Boston-based Urban Agriculture Startup Hopes to Build Farm on Higher Ground
October 14, 2011 | Noelle Swan
Courtney Bissonette and John Stoddard hope to bring a concrete wasteland to life.
Urban skylines around the world are dotted with vast expanses of concrete that absorb solar heat, raising the overall temperature of cities and increasing energy costs. More and more cities have started to turn to green roofs—patios and rooftops covered with gardens, trees, or sod—as a way to make wasted space productive, decrease air pollution, reduce energy costs, and bring nature back into the city.
Bissonette’s and Stoddard’s company, Higher Ground Farm, aims to be one of the first to bring this new trend to Boston with a 25,000-square-foot working farm.
“The mayor has made a commitment to sustainability, and green roofs are on the radar,” said Bissonette, “but they aren’t really happening in Boston.”
That is where Higher Ground Farm comes in.
Bissonette, a 34-year-old bartender with five years farming experience, and Stoddard, a 34-year-old server with a master’s degree in food and agricultural policy from Tufts University, have teamed up as Higher Ground Farm. After a year and a half long search, they are zeroing in on a Boston rooftop to use as a 25,000-square-foot “food roof” for the 2012 growing season.
A Charlestown, MA warehouse for Save That Stuff and a South End parking garage are two potential sites for Higher Ground Farm to set down roots. Structural engineers are examining both sites to determine whether they can physically support the many layers and tons of soil medium involved in a rooftop farm.
“Only 5 percent of the roofs in the Boston area will be able to hold the weight that you need for a green roof,” said Bissonette. That is part of the reason it has been so difficult to find a location. She adds, “It’s an interesting process approaching people that aren’t necessarily part of the green movement to talk to about it. We’ve done the pitch a couple times and it hasn’t really led anywhere, but these two are starting to lead somewhere.”
The pair hopes to begin installation in March, 2012 in order to start harvesting tomatoes, leafy greens, cucumbers, herbs and other crops high-value crops suited to rooftop agriculture by late April or early May. Depending on the site selected, it will take anywhere from one week to three or four weeks for Recover Green Roofs, a Somerville, MA-based company that provides “vegetated blankets,” to install the waterproof membranes to protect the roof, various layers of insulation and drainage, and soil medium.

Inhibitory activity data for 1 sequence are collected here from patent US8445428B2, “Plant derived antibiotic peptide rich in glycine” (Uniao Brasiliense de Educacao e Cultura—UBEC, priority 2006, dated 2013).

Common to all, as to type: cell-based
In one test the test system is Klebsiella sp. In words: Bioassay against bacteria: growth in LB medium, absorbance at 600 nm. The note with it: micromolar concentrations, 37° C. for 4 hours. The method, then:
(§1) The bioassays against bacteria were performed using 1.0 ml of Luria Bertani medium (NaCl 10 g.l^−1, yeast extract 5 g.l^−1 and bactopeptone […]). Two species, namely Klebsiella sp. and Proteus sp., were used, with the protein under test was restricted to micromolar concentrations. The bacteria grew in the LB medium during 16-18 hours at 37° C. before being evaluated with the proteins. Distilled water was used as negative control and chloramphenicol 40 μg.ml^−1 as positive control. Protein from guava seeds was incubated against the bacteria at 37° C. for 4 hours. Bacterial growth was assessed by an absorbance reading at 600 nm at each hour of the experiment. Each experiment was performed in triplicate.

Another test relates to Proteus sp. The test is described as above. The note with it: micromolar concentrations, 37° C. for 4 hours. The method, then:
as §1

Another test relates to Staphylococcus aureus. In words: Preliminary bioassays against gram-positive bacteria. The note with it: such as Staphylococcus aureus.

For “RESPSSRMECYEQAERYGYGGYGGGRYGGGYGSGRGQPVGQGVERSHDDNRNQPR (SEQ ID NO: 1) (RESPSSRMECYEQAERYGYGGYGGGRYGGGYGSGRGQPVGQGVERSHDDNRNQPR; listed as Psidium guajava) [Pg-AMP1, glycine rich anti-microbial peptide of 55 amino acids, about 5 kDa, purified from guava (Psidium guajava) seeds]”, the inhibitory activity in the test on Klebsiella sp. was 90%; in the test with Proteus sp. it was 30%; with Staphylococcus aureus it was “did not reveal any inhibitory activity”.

Before installation can begin, Bissonette and Stoddard will have to figure out how to finance the operation.
“To build it and to the point of picking the first radish is about $225,000,” said Bissonette. She said that they plan to hold a startup fundraising campaign and solicit funds from local entrepreneur organizations, friends, family and their contacts through the restaurant industry. The two recently pitched their business plan to the Slow Money Alliance in Boston, a non-profit investment group. Bissonette said that they made some promising connections but it remains to be seen how they will pan out. The farm will be a for profit enterprise and Stoddard said that they expect to turn a profit within five years.
Save That Stuff has offered to absorb the costs of structural assessments and to provide a rent-free lease. The parking garage has donated the services of its own structural engineer. A real estate firm is working pro bono on the project. Bissonette and Stoddard say they are thrilled with the community support and hope to pay it forward by involving the community in the farm.
“We don’t want to just be a food factory on a roof. We want to be a farm that’s welcoming,” said Stoddard. He and Bissonette are modeling their business after Brooklyn Grange Farm in New York City. “They have volunteers, they have community days, that’s kind of what we want this to be.” Zoning and safety issues will have to be addressed before the farm can open to the public, but Stoddard said he is determined to make the farm “an opportunity for people to get involved and learn about urban agriculture.”
While Stoddard and Bissonette plan to work the “land” themselves, they hope to bring in interns and volunteers for additional labor. “We’re hoping to eventually partner with a university so we could have a mutually beneficial relationship so they could use us as a lab.” He adds that they hope to launch a Community Supported Agriculture (CSA) program. “Part of the point is being able to connect people to how their food is grown.”
Stoddard believes that connecting to the community will create a sustainable customer base. “People are going to know what we are doing.” The farm will not seek organic certification, but community members will see for themselves that organic practices will be employed. He added, “We’re open to the creativity of people giving us ideas about how we can be efficient environmentally and monetarily. We’re looking at any and all ideas to make this a sustainable project.”
Although the project is still in its infancy, Stoddard and Bissonette already have plans for expansion. They hope to be supplying restaurants and the community by this coming spring and opening up their second farm within three to five years. They anticipate active harvest from late March through November. The winter months of December, January, and February will be a time of rest before sowing new crops in early March.